The finance secretary rejected the impression that there was any disagreement by saying that “all things have been settled”.

He, however, refused to divulge the details of the prior actions. He said the finance minister would address a press conference after the fund had issued its statement.

The IMF mission came to Pakistan after Islamabad agreed to take tough decisions, including restoring the market-based exchange rate and increasing petroleum prices.

In the first phase, Pakistan’s technical discussion with the IMF went on till February 3. It was followed by the second phase of policy negotiations that concluded on February 9 to finalise a memorandum of economic and financial policies.

Pakistan inked a USD 6 billion IMF programme in 2019, which last year expanded to USD 7 billion.

Earlier, talks on the review were originally scheduled to be held in October but were delayed after Dar refused to implement some of the conditions of the fund after taking the finance ministry from Miftah Ismail.

Ismail has said Pakistan would have to enter another IMF programme after the current one ends in June due to declining foreign exchange reserves.

Pakistan’s reserves have fallen below USD 3 billion and the country is feared to default on its external liabilities unless the IMF unlocks its funds for it. The availability of IMF money will avoid the default but it is feared to bring a tsunami of price hikes.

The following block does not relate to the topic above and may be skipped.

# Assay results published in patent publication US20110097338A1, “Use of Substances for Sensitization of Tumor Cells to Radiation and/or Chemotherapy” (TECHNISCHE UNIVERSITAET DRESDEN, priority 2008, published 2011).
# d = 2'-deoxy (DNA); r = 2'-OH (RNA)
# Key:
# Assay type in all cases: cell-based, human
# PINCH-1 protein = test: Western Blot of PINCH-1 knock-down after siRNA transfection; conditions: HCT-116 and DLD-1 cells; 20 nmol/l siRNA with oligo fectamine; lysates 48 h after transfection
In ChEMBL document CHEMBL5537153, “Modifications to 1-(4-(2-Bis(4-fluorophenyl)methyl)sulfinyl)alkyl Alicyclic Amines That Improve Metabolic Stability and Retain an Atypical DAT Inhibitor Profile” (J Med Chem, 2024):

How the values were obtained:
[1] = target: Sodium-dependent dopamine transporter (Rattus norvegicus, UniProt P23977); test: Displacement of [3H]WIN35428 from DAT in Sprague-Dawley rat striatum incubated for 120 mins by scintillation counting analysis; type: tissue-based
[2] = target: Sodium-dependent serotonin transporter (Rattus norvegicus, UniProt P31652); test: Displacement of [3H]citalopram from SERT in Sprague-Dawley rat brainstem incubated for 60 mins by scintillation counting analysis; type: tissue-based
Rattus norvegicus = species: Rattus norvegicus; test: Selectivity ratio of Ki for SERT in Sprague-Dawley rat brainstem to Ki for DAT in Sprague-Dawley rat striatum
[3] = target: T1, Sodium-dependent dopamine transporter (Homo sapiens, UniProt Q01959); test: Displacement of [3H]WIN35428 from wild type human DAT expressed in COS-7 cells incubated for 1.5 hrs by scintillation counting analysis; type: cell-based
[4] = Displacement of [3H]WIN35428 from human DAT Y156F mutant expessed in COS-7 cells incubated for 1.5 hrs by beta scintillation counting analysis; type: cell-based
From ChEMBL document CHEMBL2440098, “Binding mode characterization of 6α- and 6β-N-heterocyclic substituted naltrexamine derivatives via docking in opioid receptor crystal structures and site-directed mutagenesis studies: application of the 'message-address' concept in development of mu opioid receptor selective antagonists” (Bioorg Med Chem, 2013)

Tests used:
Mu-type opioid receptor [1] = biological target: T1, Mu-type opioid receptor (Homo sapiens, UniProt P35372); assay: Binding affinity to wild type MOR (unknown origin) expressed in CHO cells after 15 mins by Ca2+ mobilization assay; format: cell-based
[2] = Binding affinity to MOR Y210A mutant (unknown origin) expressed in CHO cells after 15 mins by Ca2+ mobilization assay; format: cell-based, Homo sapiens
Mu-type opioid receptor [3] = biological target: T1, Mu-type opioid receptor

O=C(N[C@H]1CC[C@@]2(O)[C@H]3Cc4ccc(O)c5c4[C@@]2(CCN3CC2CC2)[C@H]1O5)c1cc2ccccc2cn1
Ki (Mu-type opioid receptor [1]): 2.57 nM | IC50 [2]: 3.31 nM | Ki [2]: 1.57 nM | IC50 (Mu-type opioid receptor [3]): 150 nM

“When this [programme] ends in June, we will probably not have much more than USD 10 billion in reserves, if that. That would be about a month and a half of import cover,” he was quoted as saying by Dawn News.

He said that as a consequence of low reserves, the country would have to approach the World Bank and the Asian Development Bank for loans, which would require it to enter another IMF programme.

“Because of the debt repayment we have to do now — about USD 20bn for the foreseeable future — I am pretty sure we will have to have back-to-back IMF programmes,” he said.

Terming the IMF a lender of last resort, Ismail said it was similar to being admitted to the intensive care unit (ICU).

“You want to avoid going to the ICU, you have to start living a healthy life. Once we start living within our means, once we start pursuing rational and intelligent economic policies, then we can avoid going to the IMF.

“But if we continue living as we are, going from one boom-bust cycle to another, the IMF is the lender of last resort and we have to keep going to it,” the former finance minister said.